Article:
Monday, July 25, 2011

Vietnam: Forty Years Later

The plane roared down the runway until the speed necessary for lift-off was achieved and the wheels left the surface.  One second after lift-off, two hundred ten men broke into a deafening roar of spontaneous, and surprising, relief.  Our year in Vietnam was over.  We were alive.  A twelve month tension was suddenly gone.  I found myself cheering at exactly the same moment as everyone else.

Those moments of elation are gradually replaced with other realities and priorities.  As leaving Vietnam gets more in the past, more pressing current situations alter the priorities.  But now its been forty years since that day.  On July 26, 1971, I left Vietnam on that DC-10 with the roaring GI's.  Nostalgia drives another level of focus on this anniversary.  What is the meaning of Vietnam?  What did I learn?  What did we learn as a nation?

I gathered a few books from my home library to review various Vietnam perspectives:

Achilles in Vietnam by Jonathan Shay; On Killing by Lt. Col. Dave Grossman; On Strategy by Col. Harry G. Summers; The Legacy edited by D. Michael Shafer; The War Managers by Douglas Kinnard; Counter-Insurgency Warfare by David Galula; Where We Were in Vietnam by Michael P. Kelley; Chickenhawk by Robert Mason; As I saw It by Dean Rusk; The Soldier and the State by Samuel P. Huntington; The Vietnam Reader edited by Walter Capps; The Living and the Dead by Paul Hendrickson; In Retrospect by Robert S. McNamara; Dereliction of Duty by H.R. McMaster; Argument Without End by Robert S. McNamara; Ending the Vietnam War by Henry Kissinger; Patriots (The Vietnam War Remembered from All Sides) by Christian G. Appy; Vietnam Guidebook by Barbara Cohen; Vietnam Now by David Lamb; Vietnam A History by Stanley Karnow; The Vietnam Wars 1945-1990 by Marilyn B. Young; The Long Gray Line by Rick Atkinson; Duty, Honor, Vietnam by Ivan Prashker; Vietnam at War by Phillip B. Davidson; Both Sides of the Wall edited by Remy Benoit; School for Soldiers by Joseph Ellis and Robert Moore; The Vantage Point by Lyndon Baines Johnson; The Best and the Brightest by David Halberstam; Duty Honor company by Gil and John Dorland; The Army Officers Guide 49th Edition by Ltc. Keith E. Bonn, USA (Ret); Combat Leader's Field Guide by James J. Gallagher; American Generalship by Edgar F. Puryear; Limits of Power by Andrew Bacevic and Taking the Guidon:  Exceptional Leadership at the Company Level by Nate Allen and Tony Burgess.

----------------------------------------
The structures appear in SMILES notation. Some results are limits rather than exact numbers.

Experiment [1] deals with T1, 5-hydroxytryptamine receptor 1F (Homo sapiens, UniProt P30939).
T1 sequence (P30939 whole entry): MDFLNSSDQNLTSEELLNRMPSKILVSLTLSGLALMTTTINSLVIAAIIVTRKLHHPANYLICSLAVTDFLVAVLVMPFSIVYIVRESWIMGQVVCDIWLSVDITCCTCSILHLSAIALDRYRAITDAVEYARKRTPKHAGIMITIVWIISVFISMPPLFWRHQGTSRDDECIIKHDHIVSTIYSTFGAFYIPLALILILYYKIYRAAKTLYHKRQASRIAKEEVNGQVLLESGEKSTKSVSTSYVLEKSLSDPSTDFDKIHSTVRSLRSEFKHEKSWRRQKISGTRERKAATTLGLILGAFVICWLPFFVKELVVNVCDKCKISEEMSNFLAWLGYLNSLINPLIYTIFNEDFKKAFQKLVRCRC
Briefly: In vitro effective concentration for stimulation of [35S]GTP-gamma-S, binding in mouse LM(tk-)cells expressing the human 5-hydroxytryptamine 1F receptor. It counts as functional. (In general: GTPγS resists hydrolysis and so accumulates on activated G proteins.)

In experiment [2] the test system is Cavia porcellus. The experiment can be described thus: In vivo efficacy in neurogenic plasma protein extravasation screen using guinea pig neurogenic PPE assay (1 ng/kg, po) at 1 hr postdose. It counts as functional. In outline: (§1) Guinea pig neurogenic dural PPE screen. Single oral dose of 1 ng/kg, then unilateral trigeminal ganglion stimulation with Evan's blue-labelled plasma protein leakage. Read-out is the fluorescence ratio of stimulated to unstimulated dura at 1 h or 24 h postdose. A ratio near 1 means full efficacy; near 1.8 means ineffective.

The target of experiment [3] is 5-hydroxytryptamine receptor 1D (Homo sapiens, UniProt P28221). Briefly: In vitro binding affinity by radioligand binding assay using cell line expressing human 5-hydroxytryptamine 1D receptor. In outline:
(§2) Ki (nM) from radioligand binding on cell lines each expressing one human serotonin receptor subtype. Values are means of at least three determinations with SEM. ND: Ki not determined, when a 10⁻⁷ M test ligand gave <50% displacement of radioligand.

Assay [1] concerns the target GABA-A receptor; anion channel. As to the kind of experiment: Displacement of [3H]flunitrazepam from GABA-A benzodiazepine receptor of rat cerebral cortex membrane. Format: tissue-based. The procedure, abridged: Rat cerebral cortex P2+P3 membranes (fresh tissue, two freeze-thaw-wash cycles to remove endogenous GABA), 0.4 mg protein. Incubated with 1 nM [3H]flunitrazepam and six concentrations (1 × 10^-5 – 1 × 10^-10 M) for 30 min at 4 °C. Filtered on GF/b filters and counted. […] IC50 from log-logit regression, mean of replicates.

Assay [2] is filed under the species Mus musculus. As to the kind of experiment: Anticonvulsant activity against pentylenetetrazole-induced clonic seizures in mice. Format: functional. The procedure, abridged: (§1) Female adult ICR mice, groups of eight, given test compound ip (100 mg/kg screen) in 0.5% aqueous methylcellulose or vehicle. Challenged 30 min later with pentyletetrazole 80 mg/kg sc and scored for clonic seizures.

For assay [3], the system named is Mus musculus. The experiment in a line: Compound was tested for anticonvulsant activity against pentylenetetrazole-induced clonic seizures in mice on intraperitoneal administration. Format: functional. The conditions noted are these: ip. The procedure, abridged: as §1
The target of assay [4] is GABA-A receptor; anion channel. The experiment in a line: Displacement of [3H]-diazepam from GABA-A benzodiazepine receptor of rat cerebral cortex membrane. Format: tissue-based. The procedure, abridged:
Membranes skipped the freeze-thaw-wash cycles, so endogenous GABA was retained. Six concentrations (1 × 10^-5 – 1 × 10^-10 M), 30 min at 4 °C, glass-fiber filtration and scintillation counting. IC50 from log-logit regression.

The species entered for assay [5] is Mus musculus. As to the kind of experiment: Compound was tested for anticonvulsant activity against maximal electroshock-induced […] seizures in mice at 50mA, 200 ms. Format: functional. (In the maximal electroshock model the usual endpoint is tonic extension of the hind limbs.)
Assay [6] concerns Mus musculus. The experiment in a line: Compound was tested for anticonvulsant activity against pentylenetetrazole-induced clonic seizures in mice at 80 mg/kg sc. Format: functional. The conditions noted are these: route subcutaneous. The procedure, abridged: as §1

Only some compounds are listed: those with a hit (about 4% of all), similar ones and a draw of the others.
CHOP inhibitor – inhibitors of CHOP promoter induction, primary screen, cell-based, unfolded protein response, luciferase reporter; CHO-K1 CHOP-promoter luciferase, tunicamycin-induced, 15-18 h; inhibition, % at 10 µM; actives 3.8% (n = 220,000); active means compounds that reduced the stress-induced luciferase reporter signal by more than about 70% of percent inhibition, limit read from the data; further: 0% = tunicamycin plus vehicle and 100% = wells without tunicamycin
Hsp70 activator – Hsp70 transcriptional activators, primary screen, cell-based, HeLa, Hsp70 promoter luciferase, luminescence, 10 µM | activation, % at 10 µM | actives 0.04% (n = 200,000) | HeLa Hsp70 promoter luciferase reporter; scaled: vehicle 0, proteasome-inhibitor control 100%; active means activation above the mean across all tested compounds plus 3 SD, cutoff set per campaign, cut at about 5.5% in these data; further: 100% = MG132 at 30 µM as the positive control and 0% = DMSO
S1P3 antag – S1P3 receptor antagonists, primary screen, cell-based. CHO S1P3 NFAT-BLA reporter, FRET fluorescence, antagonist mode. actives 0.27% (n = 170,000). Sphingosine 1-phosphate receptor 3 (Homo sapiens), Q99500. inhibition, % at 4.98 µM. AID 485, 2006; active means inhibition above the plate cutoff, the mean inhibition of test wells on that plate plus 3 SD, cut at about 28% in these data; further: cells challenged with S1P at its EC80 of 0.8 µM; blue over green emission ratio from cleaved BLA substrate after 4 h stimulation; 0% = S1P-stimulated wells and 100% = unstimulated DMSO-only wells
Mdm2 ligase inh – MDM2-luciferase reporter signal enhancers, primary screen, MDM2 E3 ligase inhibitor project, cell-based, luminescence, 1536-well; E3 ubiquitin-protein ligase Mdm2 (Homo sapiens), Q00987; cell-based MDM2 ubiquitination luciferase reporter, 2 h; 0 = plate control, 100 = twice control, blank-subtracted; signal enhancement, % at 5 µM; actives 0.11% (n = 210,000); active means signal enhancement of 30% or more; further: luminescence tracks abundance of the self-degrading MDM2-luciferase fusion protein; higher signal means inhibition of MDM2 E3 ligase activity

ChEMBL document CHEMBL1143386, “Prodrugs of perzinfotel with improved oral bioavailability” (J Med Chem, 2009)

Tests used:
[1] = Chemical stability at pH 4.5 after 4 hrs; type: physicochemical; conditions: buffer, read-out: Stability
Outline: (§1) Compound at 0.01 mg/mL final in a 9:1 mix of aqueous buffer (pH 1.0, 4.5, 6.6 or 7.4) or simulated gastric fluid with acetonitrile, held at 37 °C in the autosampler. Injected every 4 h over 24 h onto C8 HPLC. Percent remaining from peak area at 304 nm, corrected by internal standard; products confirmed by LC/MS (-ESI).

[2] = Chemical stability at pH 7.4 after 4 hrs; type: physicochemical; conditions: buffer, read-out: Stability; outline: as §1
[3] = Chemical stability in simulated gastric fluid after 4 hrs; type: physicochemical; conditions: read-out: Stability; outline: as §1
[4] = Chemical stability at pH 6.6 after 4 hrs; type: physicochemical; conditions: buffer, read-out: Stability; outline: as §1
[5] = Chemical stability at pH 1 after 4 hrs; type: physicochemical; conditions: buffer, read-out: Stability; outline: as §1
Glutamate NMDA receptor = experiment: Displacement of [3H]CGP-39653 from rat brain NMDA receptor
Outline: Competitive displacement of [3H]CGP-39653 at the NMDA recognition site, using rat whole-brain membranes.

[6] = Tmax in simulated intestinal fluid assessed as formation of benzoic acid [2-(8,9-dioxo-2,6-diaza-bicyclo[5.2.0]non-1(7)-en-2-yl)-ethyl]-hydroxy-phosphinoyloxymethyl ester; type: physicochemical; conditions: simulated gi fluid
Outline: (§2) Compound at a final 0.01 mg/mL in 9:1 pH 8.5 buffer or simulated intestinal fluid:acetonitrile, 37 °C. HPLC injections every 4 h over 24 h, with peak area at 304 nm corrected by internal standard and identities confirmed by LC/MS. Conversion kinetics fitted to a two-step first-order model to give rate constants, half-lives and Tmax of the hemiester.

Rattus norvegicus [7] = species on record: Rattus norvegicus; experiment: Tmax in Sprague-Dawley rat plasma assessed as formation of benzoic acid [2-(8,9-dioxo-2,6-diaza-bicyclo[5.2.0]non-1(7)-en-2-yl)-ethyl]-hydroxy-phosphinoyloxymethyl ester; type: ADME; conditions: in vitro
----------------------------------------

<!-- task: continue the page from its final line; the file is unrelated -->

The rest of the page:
I have a few more books that relate to Vietnam, most  importantly is a volume of poetry by nurses who served in Vietnam.  Reading through parts of these books during the last several weeks leads me to read more, and to feel discouraged.  I have forgotten a lot, so I'm getting refreshed on the context of America and Vietnam in the "war years". 

I feel disappointed as I read the McNamara books and three more that aim at McNamara, the Secretary of Defense for Presidents Kennedy and Johnson.  He applied production concepts from his experience at Ford to warfare with disastrous results.  The betrayal of the troops is reviewed from a unique perspective in Achilles in Vietnam by Dr. Shay, a psychiatrist.  On and on the Vietnam story goes.  America lied to itself about Vietnam.  It won't go away.  Will we learn from it faster?

I'll find the poetry book and move ahead, hoping to reflect a bit and flush a bit.  History isn't what it used to be.  It's becoming what it's becoming.  The exhilaration I felt with my comrades when our plane left Vietnam faded with the realization that many didn't return and maybe we as a nation didn't learn the lessons yet.  Peace to all.

1 comment:

  1. Thank you for your service to our country.

    Not a book I've read, but I'm told that President Nixon's No More Vietnams discusses why we were in the war and what our country learned (or should have) from it.